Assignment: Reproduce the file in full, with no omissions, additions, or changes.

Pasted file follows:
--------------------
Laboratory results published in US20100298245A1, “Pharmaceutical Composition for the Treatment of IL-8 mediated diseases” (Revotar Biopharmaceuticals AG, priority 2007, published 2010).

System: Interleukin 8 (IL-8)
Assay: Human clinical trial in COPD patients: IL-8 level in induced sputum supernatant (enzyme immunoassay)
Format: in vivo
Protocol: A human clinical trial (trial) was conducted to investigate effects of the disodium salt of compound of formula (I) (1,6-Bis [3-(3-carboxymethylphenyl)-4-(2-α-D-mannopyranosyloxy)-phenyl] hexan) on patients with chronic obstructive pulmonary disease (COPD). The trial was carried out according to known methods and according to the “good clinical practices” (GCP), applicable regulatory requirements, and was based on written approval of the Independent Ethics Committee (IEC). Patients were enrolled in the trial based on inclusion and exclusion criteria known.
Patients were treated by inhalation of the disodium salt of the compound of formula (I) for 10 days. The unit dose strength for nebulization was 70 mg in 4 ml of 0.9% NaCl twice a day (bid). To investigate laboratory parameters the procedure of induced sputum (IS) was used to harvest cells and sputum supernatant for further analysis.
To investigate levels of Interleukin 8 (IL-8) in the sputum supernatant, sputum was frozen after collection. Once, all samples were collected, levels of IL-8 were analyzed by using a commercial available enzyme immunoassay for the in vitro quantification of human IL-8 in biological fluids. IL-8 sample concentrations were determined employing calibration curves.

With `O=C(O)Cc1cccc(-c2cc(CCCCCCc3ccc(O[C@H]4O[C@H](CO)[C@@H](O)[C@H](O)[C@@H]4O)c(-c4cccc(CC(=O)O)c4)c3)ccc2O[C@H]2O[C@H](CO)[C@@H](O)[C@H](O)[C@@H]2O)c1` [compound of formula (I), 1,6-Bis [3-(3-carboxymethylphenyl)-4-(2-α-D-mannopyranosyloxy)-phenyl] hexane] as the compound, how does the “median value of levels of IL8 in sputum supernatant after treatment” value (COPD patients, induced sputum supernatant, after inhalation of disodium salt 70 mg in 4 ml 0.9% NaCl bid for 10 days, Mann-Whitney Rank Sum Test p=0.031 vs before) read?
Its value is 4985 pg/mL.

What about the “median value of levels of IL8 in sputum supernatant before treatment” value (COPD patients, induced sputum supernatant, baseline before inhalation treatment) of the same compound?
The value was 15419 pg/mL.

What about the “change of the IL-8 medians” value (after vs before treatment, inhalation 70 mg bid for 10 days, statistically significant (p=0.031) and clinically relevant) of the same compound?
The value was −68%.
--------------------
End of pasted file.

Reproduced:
Laboratory results published in US20100298245A1, “Pharmaceutical Composition for the Treatment of IL-8 mediated diseases” (Revotar Biopharmaceuticals AG, priority 2007, published 2010).

System: Interleukin 8 (IL-8)
Assay: Human clinical trial in COPD patients: IL-8 level in induced sputum supernatant (enzyme immunoassay)
Format: in vivo
Protocol: A human clinical trial (trial) was conducted to investigate effects of the disodium salt of compound of formula (I) (1,6-Bis [3-(3-carboxymethylphenyl)-4-(2-α-D-mannopyranosyloxy)-phenyl] hexan) on patients with chronic obstructive pulmonary disease (COPD). The trial was carried out according to known methods and according to the “good clinical practices” (GCP), applicable regulatory requirements, and was based on written approval of the Independent Ethics Committee (IEC). Patients were enrolled in the trial based on inclusion and exclusion criteria known.
Patients were treated by inhalation of the disodium salt of the compound of formula (I) for 10 days. The unit dose strength for nebulization was 70 mg in 4 ml of 0.9% NaCl twice a day (bid). To investigate laboratory parameters the procedure of induced sputum (IS) was used to harvest cells and sputum supernatant for further analysis.
To investigate levels of Interleukin 8 (IL-8) in the sputum supernatant, sputum was frozen after collection. Once, all samples were collected, levels of IL-8 were analyzed by using a commercial available enzyme immunoassay for the in vitro quantification of human IL-8 in biological fluids. IL-8 sample concentrations were determined employing calibration curves.

With `O=C(O)Cc1cccc(-c2cc(CCCCCCc3ccc(O[C@H]4O[C@H](CO)[C@@H](O)[C@H](O)[C@@H]4O)c(-c4cccc(CC(=O)O)c4)c3)ccc2O[C@H]2O[C@H](CO)[C@@H](O)[C@H](O)[C@@H]2O)c1` [compound of formula (I), 1,6-Bis [3-(3-carboxymethylphenyl)-4-(2-α-D-mannopyranosyloxy)-phenyl] hexane] as the compound, how does the “median value of levels of IL8 in sputum supernatant after treatment” value (COPD patients, induced sputum supernatant, after inhalation of disodium salt 70 mg in 4 ml 0.9% NaCl bid for 10 days, Mann-Whitney Rank Sum Test p=0.031 vs before) read?
Its value is 4985 pg/mL.

What about the “median value of levels of IL8 in sputum supernatant before treatment” value (COPD patients, induced sputum supernatant, baseline before inhalation treatment) of the same compound?
The value was 15419 pg/mL.

What about the “change of the IL-8 medians” value (after vs before treatment, inhalation 70 mg bid for 10 days, statistically significant (p=0.031) and clinically relevant) of the same compound?
The value was −68%.